Friday, December 22, 2017

Could bullion bank manipulation of silver be coming to an end in 2018?

By now debating about how much the government, central banks, and even bullion banks manipulate the prices of both gold and silver is similar to that of beating a dead horse... we know it happens but there is not much that can be done to stop it.  However a little known agreement between J.P. Morgan and the government in providing said manipulation could be ending in 2018, and it now bears the question of whether the price of silver will finally be allowed to trade freely.

In a few short months, we will hit the ten year anniversary of perhaps the most seminal event in modern silver history – the takeover of the failing investment bank, Bear Stearns, by JPMorgan in March 2008.  Bear Stearns failed as a firm due to a variety of problems which, in effect, caused a run on the bank. But what makes the failure and subsequent takeover so prominent in silver history was the revelation shortly thereafter that Bear had been the biggest short seller in COMEX  silver and gold futures and was replaced in that role by JPMorgan. 
Since the takeover, JPMorgan has not only remained the largest short seller in COMEX silver futures, but has gone on to rack up a perfect trading record on the short side of COMEX silver; taking profits on every new short position it has added since taking over Bear Stearns and never, ever taking a loss. More importantly, for the past nearly seven years, JPMorgan has used its ironclad control over silver prices to accumulate the largest investment position ever witnessed in physical silver; and all at the depressed prices it created with its massive paper short position on the COMEX.  At this point, I peg JPM’s physical silver position to be no less than 675 million oz. 
I’ve been on JPMorgan’s case since the fall of 2008, when I first uncovered that the bank was the new king short in silver. Because the evidence has been so strong that JPMorgan has both manipulated the price and accumulated a massive amount of physical silver, I lost any fear I had when I first started referring to JPMorgan as crooked in its silver (and gold) dealings. Yes, I still send the bank all my articles and I assume I would have heard from bank officials had they had any objection to what I write.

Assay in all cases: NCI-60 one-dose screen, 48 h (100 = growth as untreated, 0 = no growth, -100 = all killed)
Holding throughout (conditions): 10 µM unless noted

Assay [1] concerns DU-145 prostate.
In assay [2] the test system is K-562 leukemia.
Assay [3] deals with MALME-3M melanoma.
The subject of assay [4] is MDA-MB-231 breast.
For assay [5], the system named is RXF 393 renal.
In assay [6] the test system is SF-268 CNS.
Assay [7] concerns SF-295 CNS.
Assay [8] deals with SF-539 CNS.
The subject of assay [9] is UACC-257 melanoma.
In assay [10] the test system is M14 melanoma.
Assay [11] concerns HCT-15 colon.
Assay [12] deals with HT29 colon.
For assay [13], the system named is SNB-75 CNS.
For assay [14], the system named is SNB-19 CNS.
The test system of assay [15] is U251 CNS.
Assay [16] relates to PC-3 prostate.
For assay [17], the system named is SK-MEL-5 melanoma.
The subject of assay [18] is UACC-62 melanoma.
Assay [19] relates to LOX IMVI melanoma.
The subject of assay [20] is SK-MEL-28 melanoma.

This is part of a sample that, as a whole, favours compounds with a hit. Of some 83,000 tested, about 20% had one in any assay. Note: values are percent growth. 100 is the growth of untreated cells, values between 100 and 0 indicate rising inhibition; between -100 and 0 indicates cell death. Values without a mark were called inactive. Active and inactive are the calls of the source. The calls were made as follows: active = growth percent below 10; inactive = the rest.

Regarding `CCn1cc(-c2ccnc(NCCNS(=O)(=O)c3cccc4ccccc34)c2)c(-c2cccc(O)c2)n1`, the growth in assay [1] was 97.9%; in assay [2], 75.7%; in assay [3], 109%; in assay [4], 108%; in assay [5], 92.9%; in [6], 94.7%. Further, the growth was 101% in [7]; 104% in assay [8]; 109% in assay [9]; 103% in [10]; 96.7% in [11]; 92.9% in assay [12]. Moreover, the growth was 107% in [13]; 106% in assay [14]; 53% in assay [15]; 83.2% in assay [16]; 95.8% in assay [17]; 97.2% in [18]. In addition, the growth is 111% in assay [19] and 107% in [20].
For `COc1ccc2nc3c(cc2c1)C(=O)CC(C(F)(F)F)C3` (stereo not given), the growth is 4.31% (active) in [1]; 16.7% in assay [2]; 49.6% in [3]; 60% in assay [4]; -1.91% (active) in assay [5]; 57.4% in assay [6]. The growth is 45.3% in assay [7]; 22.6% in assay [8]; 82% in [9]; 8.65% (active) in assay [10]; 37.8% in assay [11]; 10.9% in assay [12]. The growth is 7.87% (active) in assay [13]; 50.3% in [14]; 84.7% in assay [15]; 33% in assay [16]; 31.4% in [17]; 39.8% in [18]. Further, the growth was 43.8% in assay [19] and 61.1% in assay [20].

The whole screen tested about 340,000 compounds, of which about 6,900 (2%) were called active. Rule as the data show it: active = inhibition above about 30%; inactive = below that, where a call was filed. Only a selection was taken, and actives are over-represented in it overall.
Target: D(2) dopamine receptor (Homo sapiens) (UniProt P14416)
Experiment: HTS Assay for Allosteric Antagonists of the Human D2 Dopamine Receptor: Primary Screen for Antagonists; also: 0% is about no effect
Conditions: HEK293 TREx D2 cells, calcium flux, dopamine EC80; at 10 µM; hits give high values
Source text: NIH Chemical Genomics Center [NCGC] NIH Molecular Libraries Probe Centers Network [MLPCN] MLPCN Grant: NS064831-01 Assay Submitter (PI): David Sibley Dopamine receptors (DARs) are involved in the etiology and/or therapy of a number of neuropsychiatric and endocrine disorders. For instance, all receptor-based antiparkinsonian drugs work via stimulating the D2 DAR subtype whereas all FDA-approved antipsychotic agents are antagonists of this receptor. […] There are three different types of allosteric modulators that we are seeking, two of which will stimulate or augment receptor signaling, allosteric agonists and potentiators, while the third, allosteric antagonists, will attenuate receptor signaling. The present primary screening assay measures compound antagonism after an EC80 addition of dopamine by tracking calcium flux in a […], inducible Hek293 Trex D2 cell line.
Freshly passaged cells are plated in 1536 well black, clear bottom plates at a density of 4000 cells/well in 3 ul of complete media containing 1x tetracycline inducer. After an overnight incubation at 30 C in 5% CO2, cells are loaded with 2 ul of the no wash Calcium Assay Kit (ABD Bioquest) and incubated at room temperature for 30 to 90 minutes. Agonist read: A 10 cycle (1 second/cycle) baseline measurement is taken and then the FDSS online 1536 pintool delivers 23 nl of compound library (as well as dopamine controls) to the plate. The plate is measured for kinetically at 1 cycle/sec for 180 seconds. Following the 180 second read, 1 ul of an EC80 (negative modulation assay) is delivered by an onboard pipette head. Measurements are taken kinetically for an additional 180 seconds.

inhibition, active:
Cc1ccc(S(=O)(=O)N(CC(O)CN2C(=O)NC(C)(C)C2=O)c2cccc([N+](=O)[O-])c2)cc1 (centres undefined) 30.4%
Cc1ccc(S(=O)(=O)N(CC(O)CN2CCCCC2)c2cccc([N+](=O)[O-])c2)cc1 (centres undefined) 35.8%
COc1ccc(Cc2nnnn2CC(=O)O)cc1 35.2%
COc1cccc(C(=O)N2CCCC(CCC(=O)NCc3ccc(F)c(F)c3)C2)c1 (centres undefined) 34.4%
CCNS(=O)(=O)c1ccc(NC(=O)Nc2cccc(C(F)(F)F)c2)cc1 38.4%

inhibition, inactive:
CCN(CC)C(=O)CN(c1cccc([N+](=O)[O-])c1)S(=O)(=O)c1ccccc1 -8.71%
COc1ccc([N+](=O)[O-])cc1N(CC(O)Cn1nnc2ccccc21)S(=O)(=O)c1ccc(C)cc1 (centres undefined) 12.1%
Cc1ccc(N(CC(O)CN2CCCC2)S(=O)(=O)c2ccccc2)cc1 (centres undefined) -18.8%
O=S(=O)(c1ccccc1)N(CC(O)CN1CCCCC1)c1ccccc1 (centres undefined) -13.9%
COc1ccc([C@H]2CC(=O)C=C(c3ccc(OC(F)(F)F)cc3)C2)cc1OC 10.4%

Because the takeover of Bear Stearns by JPMorgan was necessitated by concerns for the stability of the financial system, it was, basically, arranged and overseen by the highest levels of US Government financial regulators, the Treasury Dept. and the Federal Reserve. In a nutshell, Bear Stearns was too big to fail.  Yet fail it did, although the USG and JPMorgan took strong measures to contain the damage from the Bear Stearns failure. One of those measures was to prevent Bear’s failure from affecting the silver and gold market. 
As the biggest short seller in COMEX gold and silver futures contracts, Bear Stearns’ failure would be expected to cause prices to explode in an orgy of short covering by the biggest short suddenly gone bad. Actually, silver and gold prices had been running to new highs back then as Bear Stearns lurched toward bankruptcy in mid-March 2008.  From the start of that year, silver had jumped by $6 to $21, a new 28 year price high and gold hit its then all-time high of over $1000, up $150 since year end, with both price highs occurring on the very day that Bear Stearns was taken over, March 17, 2008 (St. Patrick’s Day). 
While not a believer in full-blown conspiracy theories by any measure, it is also clear to me that the CFTC has handled JPMorgan with kid gloves, at best. How else to describe the behavior of JPMorgan in the silver market that no other entity could get away with? We don’t have to go much further than JPM never taking a loss on COMEX silver short positions and how it can be allowed to be both the biggest paper short and biggest physical buyer simultaneously.  How can one reconcile the broader concern of overall government control of precious metals prices in the face of JPMorgan’s specific actions in COMEX silver? My friend’s speculation does a pretty good job of answering that dilemma. 
He contends that the US Government made a ten year deal with JPMorgan, giving the bank immunization against regulatory oversight in matters involving silver (and gold). And we’re certainly close to the ten-year mark of any such agreement. Again, I’m not claiming authorship of the ten year deal speculation, but I do wish I was the author. That’s because it aligns perfectly with everything I think I know about silver, the US Government, COMEX and JPMorgan. I never believed the USG would grant permanent immunity to JPMorgan for manipulating silver and gold, so a ten year deal fits as a substitute. – Ted Butler, via Silver Doctors
What makes this decently credible is that a few years ago, J.P. Morgan was able to get a cash thrown out of court against for the very act of manipulating the price of silver.  And their reasoning was that they were acting as an 'agent of the government' in doing the manipulation.


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